All the Simmons novels I've read have a deep interest in Great Literature underlaying them. (Hyperion was modeled after Canterbury Tales.) In this book, the Iliad is obviously a key work, constantly referenced as the events are retold (and invented, as the war eventually takes a different course than Homer's version). But there is also discussion of Shakespeare's sonnets, The Tempest, and Proust's Remembrance.

Actually, I think the easiest way to sum up why I loved this book so hard is a description from the Dramatis Personae page of the character of Orphu:

8-ton, 6-meter-long, crab-shaped, heavily armored hard-vac moravec who works in the sulfur-torus of Io; Proust enthusiast.

Wednesday, May 8, 2013

Shoveling the Coal...

...to get the train moving again.

In the past two weeks, I've opened TOB every day, and probably only added words to the file four of those days. I am terribly, horribly, hopelessly behind.

I really do think my brain was just fried from stress. Usually when I blow off working on the novel for more than a day, it's because the story's gone cold. But that's not the case now: I'm thoroughly immersed in Willa and Akenam right now, daydreaming about their story, listening to their soundtrack, trying out dialogue in my mind. It seems like all I can write for the moment is images and dialogue; I can't seem to string sentences of introspection and description together make paragraphs. Last night I stopped beating my head against the wall with the (already outlined and everything!) apology scene and started writing the dialogue and images for a scene in the second half of Act II, because it was playing in my head like a DVD, and before I knew it I had 500 words of fairly detailed scene outline and a complete set of dialogue.

This morning, I got an unexpected chunk of quiet time when a student didn't show up for our session, so I tried tackling the apology scene again. I started with the last 3/4 of the scene, which is mainly dialogue that I've already written-- all I had to do was connect the lines of dialogue with a few sentences of action and introspection here and there. I'm about 3/4 done with it. Then I'll go back and write the first 1/4 of the scene, in which Willa is sitting around brooding about how spectacularly she's managed to fuck up on her first day of being envoy.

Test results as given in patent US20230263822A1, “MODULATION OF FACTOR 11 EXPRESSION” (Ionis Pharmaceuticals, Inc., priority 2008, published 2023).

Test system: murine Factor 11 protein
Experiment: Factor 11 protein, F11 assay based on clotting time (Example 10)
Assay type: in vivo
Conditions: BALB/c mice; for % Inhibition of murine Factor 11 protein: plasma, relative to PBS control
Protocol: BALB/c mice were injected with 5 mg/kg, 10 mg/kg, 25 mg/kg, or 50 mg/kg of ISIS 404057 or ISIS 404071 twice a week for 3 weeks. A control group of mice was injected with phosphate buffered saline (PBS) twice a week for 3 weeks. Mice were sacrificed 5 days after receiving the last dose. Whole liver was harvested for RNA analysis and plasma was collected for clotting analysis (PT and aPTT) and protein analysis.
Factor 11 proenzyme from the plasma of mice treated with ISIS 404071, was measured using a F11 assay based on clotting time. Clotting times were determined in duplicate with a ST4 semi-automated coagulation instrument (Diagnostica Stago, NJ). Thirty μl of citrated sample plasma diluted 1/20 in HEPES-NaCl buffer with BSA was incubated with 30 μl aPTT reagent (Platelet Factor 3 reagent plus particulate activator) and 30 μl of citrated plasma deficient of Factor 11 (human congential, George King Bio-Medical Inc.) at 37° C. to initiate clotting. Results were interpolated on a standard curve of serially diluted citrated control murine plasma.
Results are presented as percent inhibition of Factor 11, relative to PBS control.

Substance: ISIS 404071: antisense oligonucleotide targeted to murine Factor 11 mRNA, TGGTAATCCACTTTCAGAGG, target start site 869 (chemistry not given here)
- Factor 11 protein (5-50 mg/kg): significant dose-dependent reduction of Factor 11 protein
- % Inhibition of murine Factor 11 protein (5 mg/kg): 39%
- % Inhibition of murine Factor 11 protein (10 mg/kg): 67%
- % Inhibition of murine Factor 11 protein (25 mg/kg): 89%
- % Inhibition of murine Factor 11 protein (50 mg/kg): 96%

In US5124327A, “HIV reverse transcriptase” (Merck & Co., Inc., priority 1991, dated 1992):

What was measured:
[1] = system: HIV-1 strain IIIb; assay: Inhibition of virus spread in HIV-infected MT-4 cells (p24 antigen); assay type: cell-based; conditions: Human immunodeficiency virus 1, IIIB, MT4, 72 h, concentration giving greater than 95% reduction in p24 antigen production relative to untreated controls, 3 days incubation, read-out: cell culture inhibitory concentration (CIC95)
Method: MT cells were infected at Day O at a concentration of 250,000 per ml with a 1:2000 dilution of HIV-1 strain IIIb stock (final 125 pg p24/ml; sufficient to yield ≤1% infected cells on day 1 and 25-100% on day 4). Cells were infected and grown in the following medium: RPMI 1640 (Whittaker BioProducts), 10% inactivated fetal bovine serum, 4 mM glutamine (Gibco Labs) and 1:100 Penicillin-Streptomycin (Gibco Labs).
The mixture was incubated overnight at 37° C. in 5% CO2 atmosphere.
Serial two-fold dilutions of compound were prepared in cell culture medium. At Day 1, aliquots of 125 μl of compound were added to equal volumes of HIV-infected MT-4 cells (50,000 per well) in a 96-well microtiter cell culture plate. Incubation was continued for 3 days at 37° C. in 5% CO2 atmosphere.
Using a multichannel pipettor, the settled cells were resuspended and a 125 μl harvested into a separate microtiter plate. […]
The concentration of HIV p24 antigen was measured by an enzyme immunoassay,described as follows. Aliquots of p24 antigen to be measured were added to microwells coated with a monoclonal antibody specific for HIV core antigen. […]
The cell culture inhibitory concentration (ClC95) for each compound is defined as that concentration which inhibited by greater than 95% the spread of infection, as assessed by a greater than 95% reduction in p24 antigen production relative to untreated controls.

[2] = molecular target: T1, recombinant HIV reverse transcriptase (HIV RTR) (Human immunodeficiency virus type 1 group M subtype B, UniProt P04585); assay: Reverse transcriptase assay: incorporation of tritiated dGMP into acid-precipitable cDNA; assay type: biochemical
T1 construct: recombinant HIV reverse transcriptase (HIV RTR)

Tuesday, April 30, 2013

April:3, Lianna:0

You win again, April.

I did manage to do a full scene workup yesterday. But my brain is like a caffeinated hamster scrabbling around inside my skull right now. I can't seem to get out of crisis-mode. I had scads of time to write today, but I spent all of it trying to chill the fuck out.

Related aside, to be filed under "weird things about me": you know what I enjoy waaaaaay more than I should? Reading ranty book reviews. In my chill-the-fuck-out attempts, I've been watching a lot of movies of the PG-13 summer blockbuster oeuvre, but it turns out I should have been reading mercilessly sardonic reviews of poorly written books instead.

I don't know what it is about them-- you'd think that, as an aspiring novelist, I'd be horrified to see an author's work savaged until it limps away clutching its genitals, but it cracks my shit up. And the effect is cumulative: the more ranty reviews I read, the funnier they become, until I am cackling like a crazy person with tears rolling down my cheeks. I know I'm setting myself up for all kinds of horrible future review karma by enjoying them so much, but right now I don't care, because after working my way through all the 1, 2, and 3 reviews at Books I Done Read, I feel like I spent the afternoon getting a pedicure and sipping on a drink with a little pink umbrella.

Saturday, April 27, 2013

Shelf-Sitter Challenge: Book 7

The seventh book I've read for my shelf-sitter reading challenge is Unearthing Atlantis: An Archaeological Odyssey by Charles Pellegrino. The Parent gave me this book years ago; she's spent her retirement thus far taking classes at Harvard on the Roman and Egyptian empires, so it's fair to classify her as a bit of an ancient history buff. I'm more of a fair-weather history friend: I love it as long as it doesn't make me work too hard. This book was on the verge of making me work too hard.

Pellegrino uses the lenses of history, archaeology, paleontology, geology, and even theology, to examine the volcanic eruption in 1600 BCE of the Greek island now known as Thera (which means "fear"). Thera was the center of the mysterious and impressive Minoan civilization (dude, they had flush toilets!), and is almost certainly the basis for the story of Atlantis. Along the way, he discusses everything from deep sea exploration to the extinction of the dinosaurs to the biblical story of Moses.

I would describe this as popular science crossed with LitFic. Pellegrino takes an experimental, non-linear approach to his subject, jumping around in time and between academic disciplines to tell the story of Thera. It was an interesting book, but I couldn't read more than 30 or so pages at a time without needing a break from it. And by the end, I felt like he was repeating himself; the book was 300 pages and easily could have been shorter by a third without losing any content. I'm glad I read it, though: it was well-written and I learned a lot.

Recommended for those with an interest in archaeology and ancient history, who don't mind their popular science writing on the challenging side of "popular".